Gobbledygeek episode 383, “Salty Spiders,” is available for listening or download right here and on iTunes here.
The Amazon is burning and all anyone cares about is Spider-Man. Yay! Welcome to another exciting episode of Gobbledygeek! After nixing a fash-bashing Geek Challenge because Paul absolutely could not sit through three hours of The Sound of Music, he and Arlo decide to freestyle it and, well, all is not well! The world’s on fire, the government is imploding, and Spider-Man might not get to be an Avenger anymore! As for that last one, the boys have deeply conflicted feelings about their love for the character and the Marvel movies with their disdain for Disney the Evil Empire. Plus, Arlo still won’t watch all the things Paul says he should watch, and Marc Maron chimes in.
Next: for even more lighthearted family fun, the boys have asked their The Deli Counter of Justice co-editor Eric Sipple to join them for a discussion of Art Spiegelman’s Pulitzer Prize-winning, extremely depressing yet extremely essential, Maus: A Survivor’s Tale.
(Show notes for “Salty Spiders.”)
Gobbledygeek episode 327, “Star Wars: The Last Jedi – Saving What We Love (feat. Eric Sipple),” is available for listening or download right here and on iTunes here.
This is not going to go the way you think. Indeed, in a rare occurrence, the stars (and their wars) have aligned to allow Paul, Arlo, and their Avatar Returns co-host Eric Sipple to agree that Star Wars: Episode VIII – The Last Jedi is one of the best blockbusters in years. The gang discusses why that is, including the surprising directions in which writer-director Rian Johnson takes the story, its iconic imagery, another rousing John Williams score, how it strengthens the weaknesses of past Star Wars films, and one hell of a performance from Mark Hamill. And, yes, they tackle the fandom’s baffling response to the film.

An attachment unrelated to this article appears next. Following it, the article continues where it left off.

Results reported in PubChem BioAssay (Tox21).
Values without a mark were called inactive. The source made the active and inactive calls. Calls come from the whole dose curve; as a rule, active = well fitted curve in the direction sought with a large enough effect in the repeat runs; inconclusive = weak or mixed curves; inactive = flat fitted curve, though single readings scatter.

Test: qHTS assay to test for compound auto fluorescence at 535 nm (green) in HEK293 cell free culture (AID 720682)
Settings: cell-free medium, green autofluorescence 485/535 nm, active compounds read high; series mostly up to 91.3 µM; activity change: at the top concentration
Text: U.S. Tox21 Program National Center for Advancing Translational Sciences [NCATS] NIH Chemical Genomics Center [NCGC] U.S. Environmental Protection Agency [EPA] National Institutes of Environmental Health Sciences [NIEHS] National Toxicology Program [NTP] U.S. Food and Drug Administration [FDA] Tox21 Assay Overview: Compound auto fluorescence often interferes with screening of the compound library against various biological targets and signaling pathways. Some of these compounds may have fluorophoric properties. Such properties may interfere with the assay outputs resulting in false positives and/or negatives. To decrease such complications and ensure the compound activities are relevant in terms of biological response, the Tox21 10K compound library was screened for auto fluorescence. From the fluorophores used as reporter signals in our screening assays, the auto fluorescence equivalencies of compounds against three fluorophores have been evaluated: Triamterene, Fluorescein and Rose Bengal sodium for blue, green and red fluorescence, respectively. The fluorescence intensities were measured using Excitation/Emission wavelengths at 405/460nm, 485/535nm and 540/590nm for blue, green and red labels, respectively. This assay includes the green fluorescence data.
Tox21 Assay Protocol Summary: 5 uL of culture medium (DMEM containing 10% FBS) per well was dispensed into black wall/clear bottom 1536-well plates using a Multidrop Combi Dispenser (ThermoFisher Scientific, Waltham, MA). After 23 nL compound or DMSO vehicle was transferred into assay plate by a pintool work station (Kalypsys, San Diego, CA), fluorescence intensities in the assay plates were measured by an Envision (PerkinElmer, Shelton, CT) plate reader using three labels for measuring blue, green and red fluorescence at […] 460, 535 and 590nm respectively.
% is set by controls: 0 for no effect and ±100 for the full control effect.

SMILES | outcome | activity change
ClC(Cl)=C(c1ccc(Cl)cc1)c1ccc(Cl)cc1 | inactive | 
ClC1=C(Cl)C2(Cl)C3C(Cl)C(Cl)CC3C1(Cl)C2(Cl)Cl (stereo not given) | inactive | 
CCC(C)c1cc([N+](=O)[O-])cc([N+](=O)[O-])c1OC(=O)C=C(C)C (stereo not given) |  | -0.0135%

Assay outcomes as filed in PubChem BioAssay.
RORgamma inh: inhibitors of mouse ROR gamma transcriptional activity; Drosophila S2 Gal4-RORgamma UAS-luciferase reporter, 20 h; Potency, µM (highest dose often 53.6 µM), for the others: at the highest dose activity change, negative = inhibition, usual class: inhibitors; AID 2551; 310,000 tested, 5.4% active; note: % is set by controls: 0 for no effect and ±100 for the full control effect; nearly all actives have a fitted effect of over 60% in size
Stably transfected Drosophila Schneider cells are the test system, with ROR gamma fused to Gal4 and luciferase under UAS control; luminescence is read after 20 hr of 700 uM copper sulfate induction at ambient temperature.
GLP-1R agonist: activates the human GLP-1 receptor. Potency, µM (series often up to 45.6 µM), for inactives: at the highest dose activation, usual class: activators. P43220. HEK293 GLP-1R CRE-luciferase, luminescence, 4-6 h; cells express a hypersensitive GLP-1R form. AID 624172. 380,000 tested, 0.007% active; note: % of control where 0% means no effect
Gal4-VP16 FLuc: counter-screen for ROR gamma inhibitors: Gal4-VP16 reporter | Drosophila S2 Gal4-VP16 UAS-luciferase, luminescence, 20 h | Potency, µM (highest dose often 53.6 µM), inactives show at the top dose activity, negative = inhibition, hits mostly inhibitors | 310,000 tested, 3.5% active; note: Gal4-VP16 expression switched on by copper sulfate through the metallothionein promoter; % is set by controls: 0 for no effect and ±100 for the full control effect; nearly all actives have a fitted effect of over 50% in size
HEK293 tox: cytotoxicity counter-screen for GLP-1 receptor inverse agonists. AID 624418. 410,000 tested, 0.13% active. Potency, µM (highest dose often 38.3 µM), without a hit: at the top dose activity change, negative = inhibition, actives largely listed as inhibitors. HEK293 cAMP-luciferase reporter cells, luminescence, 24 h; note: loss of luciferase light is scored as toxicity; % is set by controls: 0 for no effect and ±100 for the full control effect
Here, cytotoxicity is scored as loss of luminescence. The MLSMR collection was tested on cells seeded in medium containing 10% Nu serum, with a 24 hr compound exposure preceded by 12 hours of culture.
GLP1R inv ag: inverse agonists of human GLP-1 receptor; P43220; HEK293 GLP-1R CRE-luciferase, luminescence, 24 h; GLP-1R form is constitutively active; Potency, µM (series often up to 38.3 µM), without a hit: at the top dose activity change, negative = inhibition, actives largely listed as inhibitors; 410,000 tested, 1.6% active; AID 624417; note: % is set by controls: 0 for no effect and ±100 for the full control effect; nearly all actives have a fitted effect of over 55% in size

Next: Gobbledygeek returns in 2018 with a continuation of Paul and Arlo’s Four-Color Flashback discussion of Brian K. Vaughan and Pia Guerra’s Y: The Last Man. This time, they’ll tackle the penultimate collection, Vol. 9: The Motherland.
(Show notes for “Saving What We Love.”)
When Batman: Arkham Asylum was released in 2009, it was nothing short of a revolution for superhero video games. Before, there had been a handful of great superhero games, but most of them had been arcade side-scrollers or team brawlers (Activision’s first Spider-Man game is a notable exception). Arkham Asylum, however, placed you so fully in Bruce Wayne’s combat boots that it actually felt as if you got to know the hero better just by pushing some buttons and toggling an analog stick. Not only did you battle some of the Dark Knight’s greatest villains, you also sneaked around in the shadows, stealthily taking out bad guys before they even noticed you were upon them. The mix of fighting-and-hiding was extremely addictive and felt like the reinvention of an entire genre.
At the time, it would have been ridiculous to look at Arkham Asylum and go, “Great game, but look at all that untapped potential!” After having played Arkham City, though, it’s a reasonable reaction. Almost everything that was great about the first game has been refined, perfected, and expanded to create the most immersive superhero game yet released. The most obvious example is the fact that you can actually explore the vastness of Arkham City itself. One of the joys of the original was exploring the asylum grounds, but now that a portion of Gotham has been cordoned off as one big looney bin, you can glide past skyscrapers and swing from building to building. Whenever you get frustrated with a side mission or tire of beating down thugs, you can revel in the simple pleasure of zipping around the city, an exhilarating experience in and of itself.